India set for bumper growth in 2015 | Business| Economy and finance news from a German perspective | DW | 27.02.2015
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India set for bumper growth in 2015

India's emerging economy is set to reach the highest growth rate of the world's bigger economies next year, a government report says, as it has shaken off high inflation, growing deficits and low domestic demand.

India's economy was projected to grow between 8.1 percent and 8.5 percent in the upcoming fiscal year beginning April 1, and was heading toward "double-digit growth" in the years ahead, the government in New Delhi said Friday.

In its Economic Survey, an annual report on the state of Asia's third largest economy, the government said that India appeared to have hit an economic "sweet spot" and was ready for "big bang reforms."

"The Indian economy appears to have now gone past the economic slowdown, persistent high inflation, elevated fiscal deficit, slackening domestic demand, external account imbalances and the oscillating value of the rupee," the report said.

However, the higher growth projections follow a revision of the baseline against which India calculated economic growth. According to the new calculations, India's economy is likely to grow 7.4 percent in the current financial year ending in March.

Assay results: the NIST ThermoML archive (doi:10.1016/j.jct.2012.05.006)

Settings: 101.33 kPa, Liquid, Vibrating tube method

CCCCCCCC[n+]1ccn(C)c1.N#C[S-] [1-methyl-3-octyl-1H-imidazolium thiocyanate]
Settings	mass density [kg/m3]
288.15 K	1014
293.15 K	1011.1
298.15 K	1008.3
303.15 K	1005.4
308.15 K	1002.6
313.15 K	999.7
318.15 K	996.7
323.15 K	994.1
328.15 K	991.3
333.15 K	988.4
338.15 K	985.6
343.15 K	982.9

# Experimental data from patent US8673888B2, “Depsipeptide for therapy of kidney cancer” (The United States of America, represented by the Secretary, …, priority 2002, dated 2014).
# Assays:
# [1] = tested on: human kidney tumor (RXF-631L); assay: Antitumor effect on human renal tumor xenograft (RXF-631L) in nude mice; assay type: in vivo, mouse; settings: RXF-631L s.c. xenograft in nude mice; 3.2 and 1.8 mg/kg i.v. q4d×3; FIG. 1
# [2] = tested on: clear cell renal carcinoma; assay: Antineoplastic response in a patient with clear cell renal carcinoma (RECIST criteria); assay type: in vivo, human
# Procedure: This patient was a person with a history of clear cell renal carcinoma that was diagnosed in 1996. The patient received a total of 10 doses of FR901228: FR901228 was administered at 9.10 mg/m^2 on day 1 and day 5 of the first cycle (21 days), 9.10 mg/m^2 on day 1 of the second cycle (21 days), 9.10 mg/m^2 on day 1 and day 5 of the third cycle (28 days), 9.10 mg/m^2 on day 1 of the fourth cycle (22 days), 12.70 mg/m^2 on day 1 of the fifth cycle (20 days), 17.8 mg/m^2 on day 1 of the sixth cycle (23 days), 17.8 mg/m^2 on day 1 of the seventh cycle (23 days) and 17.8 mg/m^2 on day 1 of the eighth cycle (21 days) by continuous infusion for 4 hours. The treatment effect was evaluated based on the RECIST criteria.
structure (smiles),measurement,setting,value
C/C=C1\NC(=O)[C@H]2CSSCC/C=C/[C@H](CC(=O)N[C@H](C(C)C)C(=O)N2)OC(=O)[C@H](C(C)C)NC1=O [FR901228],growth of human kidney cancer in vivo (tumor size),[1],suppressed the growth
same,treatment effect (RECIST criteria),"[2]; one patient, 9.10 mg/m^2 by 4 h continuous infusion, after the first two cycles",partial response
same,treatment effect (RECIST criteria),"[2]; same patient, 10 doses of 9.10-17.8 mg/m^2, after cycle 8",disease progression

Cautious optimism

India's annual growth averaged about 8 percent in the decade up to 2010 but slumped to about 5 percent in the following years.

The author of the report, economic adviser Arvind Subramanian, said he was "puzzled" by the new GDP figures and played down suggestions that India's $2 trillion economy was on a roll.

"India's economy is still recovering, and not surging," he told a news conference.

Prime Minister #link:18185326:Narendra Modi won a landslide general election victory last May, capitalizing on dissatisfaction among Indians and promising better days with more jobs, investment and growth.

In line with the economy gathering momentum, the report predicts the current account deficit will be below 1 percent of GDP in 2015/16, a far cry from the 4.7 percent in 2012/13 that preceded a currency crisis in India.

uhe/ng (dpa, AP, Reuters)

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